Today, Drew and Taylor are discussing Star Wars 1, originally released January 14th, 2015.
Drew: I was eight years old when Michael Crichton’s The Lost World was published. I hadn’t read Jurassic Park (reminder: I was eight), but I LOVED the movie. Nothing, not even my reading level, could stop me from consuming this new tale of genetically resurrected dinos, so I convinced my parents to get me the book on tape. When the film adaptation came out in 1997, it was my first experience seeing a movie based on a text I was already familiar with. There were substantial changes to the plot, but I didn’t care — the draw for me was dinosaurs, and the movie definitely delivered. I was similarly undaunted by the streamlining of the plot in Peter Jackson’s Lord of the Rings adaptations — the draw here was a heroes journey set in a lushly detailed fantasy world.
It wasn’t until Zack Snyder’s Watchmen that I was first apprehensive about a film adaptation — the draw for me was no longer the plot or specific characters, but the medium of the story itself. A film couldn’t hope to capture the formal elements specific to comics that makes Watchmen such an achievement. I find myself confronted with these questions as I think about Marvel’s new Star Wars series (my first foray into any non-film explorations of the universe) — what is the draw for Star Wars? Is it the space operatics? The characters? The actors that play them? The thrilling John Williams score? It turns out, my answer may be “all of the above,” but that doesn’t stop this issue from being a largely successful translation of the Star Wars universe onto the page.
The issue opens with a self-indulgent — if entirely understandible — simulation of the signature Star Wars opening title crawl. It’s a lot of pages to burn on preamble — what amounts to the opening seconds of any Star Wars film — but with an oversized issue, it doesn’t really take up any storytelling space, and it sure feels right. Actually, setting that tone may have been the biggest hurdle this issue had for making this feel like a Star Wars story — John Cassaday delivers some canny likenesses of the cast, and Jason Aaron slips in enough near-catchphrases to hear every line in the appropriate actor’s voice. That really just leaves a suitably Star Wars-y plot to make this feel like a lost film.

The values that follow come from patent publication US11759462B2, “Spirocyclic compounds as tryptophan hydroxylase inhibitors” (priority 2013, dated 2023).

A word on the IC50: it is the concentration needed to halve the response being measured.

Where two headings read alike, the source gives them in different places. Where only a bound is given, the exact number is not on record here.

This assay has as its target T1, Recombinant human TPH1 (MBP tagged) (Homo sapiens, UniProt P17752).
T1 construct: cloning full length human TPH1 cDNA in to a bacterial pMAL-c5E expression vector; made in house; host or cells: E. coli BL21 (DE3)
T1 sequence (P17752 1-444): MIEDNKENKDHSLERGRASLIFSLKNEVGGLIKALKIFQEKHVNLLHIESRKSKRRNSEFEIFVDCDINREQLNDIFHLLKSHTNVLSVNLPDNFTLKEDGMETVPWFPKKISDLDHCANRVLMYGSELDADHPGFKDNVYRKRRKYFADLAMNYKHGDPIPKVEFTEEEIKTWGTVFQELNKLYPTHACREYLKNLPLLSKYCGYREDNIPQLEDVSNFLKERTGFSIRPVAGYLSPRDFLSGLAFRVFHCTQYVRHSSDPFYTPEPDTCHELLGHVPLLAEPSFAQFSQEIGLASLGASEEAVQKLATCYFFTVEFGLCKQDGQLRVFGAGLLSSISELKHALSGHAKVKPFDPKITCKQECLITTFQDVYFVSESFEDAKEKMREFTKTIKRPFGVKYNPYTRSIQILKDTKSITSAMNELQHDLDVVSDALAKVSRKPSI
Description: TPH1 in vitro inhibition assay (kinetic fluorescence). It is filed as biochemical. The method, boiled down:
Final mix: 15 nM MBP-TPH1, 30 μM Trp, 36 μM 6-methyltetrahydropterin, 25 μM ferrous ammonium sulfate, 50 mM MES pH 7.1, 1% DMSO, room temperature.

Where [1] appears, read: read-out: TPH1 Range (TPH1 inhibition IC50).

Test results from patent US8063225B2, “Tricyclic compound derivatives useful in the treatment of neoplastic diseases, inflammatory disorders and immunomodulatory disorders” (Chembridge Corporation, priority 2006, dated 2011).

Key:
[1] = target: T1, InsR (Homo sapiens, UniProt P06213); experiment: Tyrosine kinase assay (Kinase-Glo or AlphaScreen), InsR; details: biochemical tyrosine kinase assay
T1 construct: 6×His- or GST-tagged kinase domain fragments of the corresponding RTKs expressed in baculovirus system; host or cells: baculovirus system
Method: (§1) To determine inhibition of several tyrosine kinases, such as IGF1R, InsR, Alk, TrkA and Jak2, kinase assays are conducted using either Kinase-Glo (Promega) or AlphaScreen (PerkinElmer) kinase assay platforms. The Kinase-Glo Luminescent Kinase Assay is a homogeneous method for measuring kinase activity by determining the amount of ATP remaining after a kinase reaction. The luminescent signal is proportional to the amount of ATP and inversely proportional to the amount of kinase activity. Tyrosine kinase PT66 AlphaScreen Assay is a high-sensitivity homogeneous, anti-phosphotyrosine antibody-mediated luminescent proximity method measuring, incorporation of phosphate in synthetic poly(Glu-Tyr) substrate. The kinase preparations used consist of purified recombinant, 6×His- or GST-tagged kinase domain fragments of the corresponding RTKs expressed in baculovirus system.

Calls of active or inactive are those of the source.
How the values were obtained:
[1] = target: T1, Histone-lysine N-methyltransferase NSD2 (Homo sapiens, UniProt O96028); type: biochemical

Aaron delivers, but again, largely by cannibalizing the films. The rebel plan to pose as friendlies in order to blow up an important Imperial installation is straight out of Return of the Jedi, but I’m mostly struck at how much this feels like Empire Strikes Back. Luke’s force powers are growing, the Millenium Falcon pretends to be garbage (and behaves like garbage even when it isn’t), and Han and Leia antagonize one another like a couple of schoolkids. This issue is set between the events of A New Hope and Empire, so it makes sense that it might presage some of the events there, though by issue end, some of that nostalgia is yielding diminishing returns.
In particular, I’m a bit disappointed by the closing standoff between Luke and Vader.
It’s not that that’s not a jaw-dropping, fist-pumping moment — on the issue’s own terms, that’s a hell of a cliffhanger — but, as a part of the established canon of the films, I’m not sure it really works. Wouldn’t this rob the climactic lightsaber battle at the end of Empire some of its weight as the first confrontation between Luke and Vader? Granted, we don’t know how this ends — maybe Luke just runs away, maybe Vader just learns his name, maybe this is just some kind of force vision, and Vader is still outside — but this calls into question one of the stickier, and unfortunately, less interesting questions that face this series: what is its relationship to the movies? Are they both canon to one another?
That may sound like a dumb question if you think the answer is “yes,” but I honestly think that answer makes this issue less interesting. It’s so obviously inspired by Empire — even down to specific lines — that it feels kind of redundant in a world where both exist. I may need to resort to some serious fanon to make this all work in my head, but I actually enjoy this issue much better if I just pretend that Empire was never made — or at least hasn’t been made yet. Without that, any scene between Luke and Vader is going to need some follow up where Vader kicks himself for not telling Luke about his true parentage.